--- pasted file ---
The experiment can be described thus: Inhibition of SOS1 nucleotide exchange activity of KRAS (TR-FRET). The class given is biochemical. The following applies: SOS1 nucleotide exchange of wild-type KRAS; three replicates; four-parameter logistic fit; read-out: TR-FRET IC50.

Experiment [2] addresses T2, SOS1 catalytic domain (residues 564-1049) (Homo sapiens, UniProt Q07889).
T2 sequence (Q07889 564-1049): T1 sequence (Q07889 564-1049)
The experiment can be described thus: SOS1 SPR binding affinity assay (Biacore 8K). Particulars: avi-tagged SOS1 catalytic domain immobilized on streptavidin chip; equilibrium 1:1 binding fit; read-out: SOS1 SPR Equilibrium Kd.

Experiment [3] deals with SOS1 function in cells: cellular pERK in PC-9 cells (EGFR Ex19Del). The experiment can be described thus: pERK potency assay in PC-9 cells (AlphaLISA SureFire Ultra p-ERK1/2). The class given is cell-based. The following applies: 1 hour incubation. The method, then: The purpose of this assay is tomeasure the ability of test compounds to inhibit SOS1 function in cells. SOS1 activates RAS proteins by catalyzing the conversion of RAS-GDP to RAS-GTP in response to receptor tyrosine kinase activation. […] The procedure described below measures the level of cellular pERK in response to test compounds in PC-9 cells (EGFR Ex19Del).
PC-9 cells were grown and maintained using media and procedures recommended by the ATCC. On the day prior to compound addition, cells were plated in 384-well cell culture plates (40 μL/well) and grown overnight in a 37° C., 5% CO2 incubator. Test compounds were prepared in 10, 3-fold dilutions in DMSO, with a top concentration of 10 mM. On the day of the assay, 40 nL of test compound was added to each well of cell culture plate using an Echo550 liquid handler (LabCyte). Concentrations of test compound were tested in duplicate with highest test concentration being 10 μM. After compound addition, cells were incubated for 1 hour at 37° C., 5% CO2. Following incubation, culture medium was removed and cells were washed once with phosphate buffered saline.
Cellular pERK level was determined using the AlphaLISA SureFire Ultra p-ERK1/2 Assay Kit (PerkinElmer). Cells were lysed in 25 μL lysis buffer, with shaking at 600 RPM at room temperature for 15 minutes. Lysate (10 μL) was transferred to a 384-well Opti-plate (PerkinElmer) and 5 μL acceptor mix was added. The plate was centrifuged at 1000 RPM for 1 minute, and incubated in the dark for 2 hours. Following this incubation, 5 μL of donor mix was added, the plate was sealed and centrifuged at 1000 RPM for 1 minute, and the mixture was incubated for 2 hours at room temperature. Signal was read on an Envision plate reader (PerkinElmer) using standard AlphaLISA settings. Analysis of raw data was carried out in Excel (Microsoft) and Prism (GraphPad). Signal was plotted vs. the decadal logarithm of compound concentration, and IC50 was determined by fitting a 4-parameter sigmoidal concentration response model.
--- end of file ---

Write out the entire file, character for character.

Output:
The experiment can be described thus: Inhibition of SOS1 nucleotide exchange activity of KRAS (TR-FRET). The class given is biochemical. The following applies: SOS1 nucleotide exchange of wild-type KRAS; three replicates; four-parameter logistic fit; read-out: TR-FRET IC50.

Experiment [2] addresses T2, SOS1 catalytic domain (residues 564-1049) (Homo sapiens, UniProt Q07889).
T2 sequence (Q07889 564-1049): T1 sequence (Q07889 564-1049)
The experiment can be described thus: SOS1 SPR binding affinity assay (Biacore 8K). Particulars: avi-tagged SOS1 catalytic domain immobilized on streptavidin chip; equilibrium 1:1 binding fit; read-out: SOS1 SPR Equilibrium Kd.

Experiment [3] deals with SOS1 function in cells: cellular pERK in PC-9 cells (EGFR Ex19Del). The experiment can be described thus: pERK potency assay in PC-9 cells (AlphaLISA SureFire Ultra p-ERK1/2). The class given is cell-based. The following applies: 1 hour incubation. The method, then: The purpose of this assay is tomeasure the ability of test compounds to inhibit SOS1 function in cells. SOS1 activates RAS proteins by catalyzing the conversion of RAS-GDP to RAS-GTP in response to receptor tyrosine kinase activation. […] The procedure described below measures the level of cellular pERK in response to test compounds in PC-9 cells (EGFR Ex19Del).
PC-9 cells were grown and maintained using media and procedures recommended by the ATCC. On the day prior to compound addition, cells were plated in 384-well cell culture plates (40 μL/well) and grown overnight in a 37° C., 5% CO2 incubator. Test compounds were prepared in 10, 3-fold dilutions in DMSO, with a top concentration of 10 mM. On the day of the assay, 40 nL of test compound was added to each well of cell culture plate using an Echo550 liquid handler (LabCyte). Concentrations of test compound were tested in duplicate with highest test concentration being 10 μM. After compound addition, cells were incubated for 1 hour at 37° C., 5% CO2. Following incubation, culture medium was removed and cells were washed once with phosphate buffered saline.
Cellular pERK level was determined using the AlphaLISA SureFire Ultra p-ERK1/2 Assay Kit (PerkinElmer). Cells were lysed in 25 μL lysis buffer, with shaking at 600 RPM at room temperature for 15 minutes. Lysate (10 μL) was transferred to a 384-well Opti-plate (PerkinElmer) and 5 μL acceptor mix was added. The plate was centrifuged at 1000 RPM for 1 minute, and incubated in the dark for 2 hours. Following this incubation, 5 μL of donor mix was added, the plate was sealed and centrifuged at 1000 RPM for 1 minute, and the mixture was incubated for 2 hours at room temperature. Signal was read on an Envision plate reader (PerkinElmer) using standard AlphaLISA settings. Analysis of raw data was carried out in Excel (Microsoft) and Prism (GraphPad). Signal was plotted vs. the decadal logarithm of compound concentration, and IC50 was determined by fitting a 4-parameter sigmoidal concentration response model.